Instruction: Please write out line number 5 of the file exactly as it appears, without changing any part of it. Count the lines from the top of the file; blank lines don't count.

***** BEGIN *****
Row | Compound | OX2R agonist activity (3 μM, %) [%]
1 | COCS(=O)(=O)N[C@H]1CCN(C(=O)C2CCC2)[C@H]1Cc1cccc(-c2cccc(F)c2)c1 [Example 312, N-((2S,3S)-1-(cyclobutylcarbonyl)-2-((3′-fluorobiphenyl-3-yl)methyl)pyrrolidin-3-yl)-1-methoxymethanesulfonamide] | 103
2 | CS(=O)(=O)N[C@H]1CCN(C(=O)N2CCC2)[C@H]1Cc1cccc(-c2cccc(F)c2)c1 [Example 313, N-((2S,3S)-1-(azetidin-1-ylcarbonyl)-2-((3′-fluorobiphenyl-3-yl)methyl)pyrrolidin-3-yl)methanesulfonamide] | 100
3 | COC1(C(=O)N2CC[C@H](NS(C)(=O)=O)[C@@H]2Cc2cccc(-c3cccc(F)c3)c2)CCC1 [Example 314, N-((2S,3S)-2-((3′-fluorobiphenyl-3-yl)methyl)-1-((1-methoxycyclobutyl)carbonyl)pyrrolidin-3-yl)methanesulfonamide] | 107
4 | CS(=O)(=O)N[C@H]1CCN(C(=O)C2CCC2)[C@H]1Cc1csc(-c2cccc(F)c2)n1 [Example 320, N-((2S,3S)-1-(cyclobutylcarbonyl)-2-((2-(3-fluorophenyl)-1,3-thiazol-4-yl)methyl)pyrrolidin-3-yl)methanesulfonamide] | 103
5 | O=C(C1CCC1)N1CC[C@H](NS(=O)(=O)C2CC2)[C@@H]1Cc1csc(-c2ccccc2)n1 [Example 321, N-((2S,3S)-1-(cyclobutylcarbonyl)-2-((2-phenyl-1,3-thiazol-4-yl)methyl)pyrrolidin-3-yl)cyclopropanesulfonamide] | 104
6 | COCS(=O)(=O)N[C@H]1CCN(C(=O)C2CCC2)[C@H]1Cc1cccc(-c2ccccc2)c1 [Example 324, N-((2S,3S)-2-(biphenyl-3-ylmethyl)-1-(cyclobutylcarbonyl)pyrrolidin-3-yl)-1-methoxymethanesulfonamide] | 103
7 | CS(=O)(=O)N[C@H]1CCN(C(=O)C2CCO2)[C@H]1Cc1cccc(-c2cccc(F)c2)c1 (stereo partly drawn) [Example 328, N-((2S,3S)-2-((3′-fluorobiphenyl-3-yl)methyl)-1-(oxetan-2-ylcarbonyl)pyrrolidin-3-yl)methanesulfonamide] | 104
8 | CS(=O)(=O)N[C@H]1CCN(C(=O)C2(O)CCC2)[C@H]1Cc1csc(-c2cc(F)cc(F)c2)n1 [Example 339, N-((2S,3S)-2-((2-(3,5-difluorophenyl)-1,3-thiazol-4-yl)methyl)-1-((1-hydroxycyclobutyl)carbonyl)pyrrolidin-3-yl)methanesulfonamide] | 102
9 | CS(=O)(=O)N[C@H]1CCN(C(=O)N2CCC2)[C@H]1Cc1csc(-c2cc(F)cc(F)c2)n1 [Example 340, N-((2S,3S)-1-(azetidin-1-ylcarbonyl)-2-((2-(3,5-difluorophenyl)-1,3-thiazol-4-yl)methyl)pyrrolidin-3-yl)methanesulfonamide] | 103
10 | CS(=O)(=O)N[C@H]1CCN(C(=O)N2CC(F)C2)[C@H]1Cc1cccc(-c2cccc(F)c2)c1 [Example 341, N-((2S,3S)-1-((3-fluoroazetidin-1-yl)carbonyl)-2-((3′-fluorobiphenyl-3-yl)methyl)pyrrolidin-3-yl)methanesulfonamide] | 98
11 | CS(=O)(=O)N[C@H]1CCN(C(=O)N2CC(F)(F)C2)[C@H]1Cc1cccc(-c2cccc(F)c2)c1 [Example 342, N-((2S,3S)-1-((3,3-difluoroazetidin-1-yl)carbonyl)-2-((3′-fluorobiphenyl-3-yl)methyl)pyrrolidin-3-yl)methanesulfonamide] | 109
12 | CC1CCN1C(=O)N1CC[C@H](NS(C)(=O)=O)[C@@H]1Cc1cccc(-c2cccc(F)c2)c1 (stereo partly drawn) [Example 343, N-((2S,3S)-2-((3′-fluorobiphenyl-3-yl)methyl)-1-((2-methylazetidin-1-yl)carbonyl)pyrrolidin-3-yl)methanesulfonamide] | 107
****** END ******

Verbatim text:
4 | CS(=O)(=O)N[C@H]1CCN(C(=O)C2CCC2)[C@H]1Cc1csc(-c2cccc(F)c2)n1 [Example 320, N-((2S,3S)-1-(cyclobutylcarbonyl)-2-((2-(3-fluorophenyl)-1,3-thiazol-4-yl)methyl)pyrrolidin-3-yl)methanesulfonamide] | 103